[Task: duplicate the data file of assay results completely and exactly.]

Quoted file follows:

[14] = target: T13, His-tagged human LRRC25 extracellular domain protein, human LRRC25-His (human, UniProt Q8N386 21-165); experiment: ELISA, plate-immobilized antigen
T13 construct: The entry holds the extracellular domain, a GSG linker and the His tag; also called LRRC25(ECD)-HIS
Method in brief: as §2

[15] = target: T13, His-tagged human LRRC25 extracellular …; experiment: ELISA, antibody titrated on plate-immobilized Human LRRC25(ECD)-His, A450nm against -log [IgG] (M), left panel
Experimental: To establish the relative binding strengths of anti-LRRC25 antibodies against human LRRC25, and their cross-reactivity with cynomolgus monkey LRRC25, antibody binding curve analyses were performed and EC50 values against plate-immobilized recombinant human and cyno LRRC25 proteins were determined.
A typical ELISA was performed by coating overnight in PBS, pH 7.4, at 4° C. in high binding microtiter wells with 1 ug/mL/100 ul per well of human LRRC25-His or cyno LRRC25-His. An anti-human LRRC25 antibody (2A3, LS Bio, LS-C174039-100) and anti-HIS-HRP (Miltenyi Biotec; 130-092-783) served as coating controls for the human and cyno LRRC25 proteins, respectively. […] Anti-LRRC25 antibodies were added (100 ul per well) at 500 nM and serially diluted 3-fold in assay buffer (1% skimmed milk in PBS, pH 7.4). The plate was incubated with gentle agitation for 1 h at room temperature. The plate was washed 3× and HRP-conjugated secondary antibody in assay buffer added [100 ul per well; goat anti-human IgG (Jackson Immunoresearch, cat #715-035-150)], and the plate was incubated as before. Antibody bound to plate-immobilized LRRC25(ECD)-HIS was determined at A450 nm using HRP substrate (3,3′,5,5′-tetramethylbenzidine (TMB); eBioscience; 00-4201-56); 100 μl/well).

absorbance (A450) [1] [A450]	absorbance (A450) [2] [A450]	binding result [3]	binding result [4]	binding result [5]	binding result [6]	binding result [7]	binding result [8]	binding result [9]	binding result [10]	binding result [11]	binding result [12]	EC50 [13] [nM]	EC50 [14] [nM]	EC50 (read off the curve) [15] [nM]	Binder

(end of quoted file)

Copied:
[14] = target: T13, His-tagged human LRRC25 extracellular domain protein, human LRRC25-His (human, UniProt Q8N386 21-165); experiment: ELISA, plate-immobilized antigen
T13 construct: The entry holds the extracellular domain, a GSG linker and the His tag; also called LRRC25(ECD)-HIS
Method in brief: as §2

[15] = target: T13, His-tagged human LRRC25 extracellular …; experiment: ELISA, antibody titrated on plate-immobilized Human LRRC25(ECD)-His, A450nm against -log [IgG] (M), left panel
Experimental: To establish the relative binding strengths of anti-LRRC25 antibodies against human LRRC25, and their cross-reactivity with cynomolgus monkey LRRC25, antibody binding curve analyses were performed and EC50 values against plate-immobilized recombinant human and cyno LRRC25 proteins were determined.
A typical ELISA was performed by coating overnight in PBS, pH 7.4, at 4° C. in high binding microtiter wells with 1 ug/mL/100 ul per well of human LRRC25-His or cyno LRRC25-His. An anti-human LRRC25 antibody (2A3, LS Bio, LS-C174039-100) and anti-HIS-HRP (Miltenyi Biotec; 130-092-783) served as coating controls for the human and cyno LRRC25 proteins, respectively. […] Anti-LRRC25 antibodies were added (100 ul per well) at 500 nM and serially diluted 3-fold in assay buffer (1% skimmed milk in PBS, pH 7.4). The plate was incubated with gentle agitation for 1 h at room temperature. The plate was washed 3× and HRP-conjugated secondary antibody in assay buffer added [100 ul per well; goat anti-human IgG (Jackson Immunoresearch, cat #715-035-150)], and the plate was incubated as before. Antibody bound to plate-immobilized LRRC25(ECD)-HIS was determined at A450 nm using HRP substrate (3,3′,5,5′-tetramethylbenzidine (TMB); eBioscience; 00-4201-56); 100 μl/well).

absorbance (A450) [1] [A450]	absorbance (A450) [2] [A450]	binding result [3]	binding result [4]	binding result [5]	binding result [6]	binding result [7]	binding result [8]	binding result [9]	binding result [10]	binding result [11]	binding result [12]	EC50 [13] [nM]	EC50 [14] [nM]	EC50 (read off the curve) [15] [nM]	Binder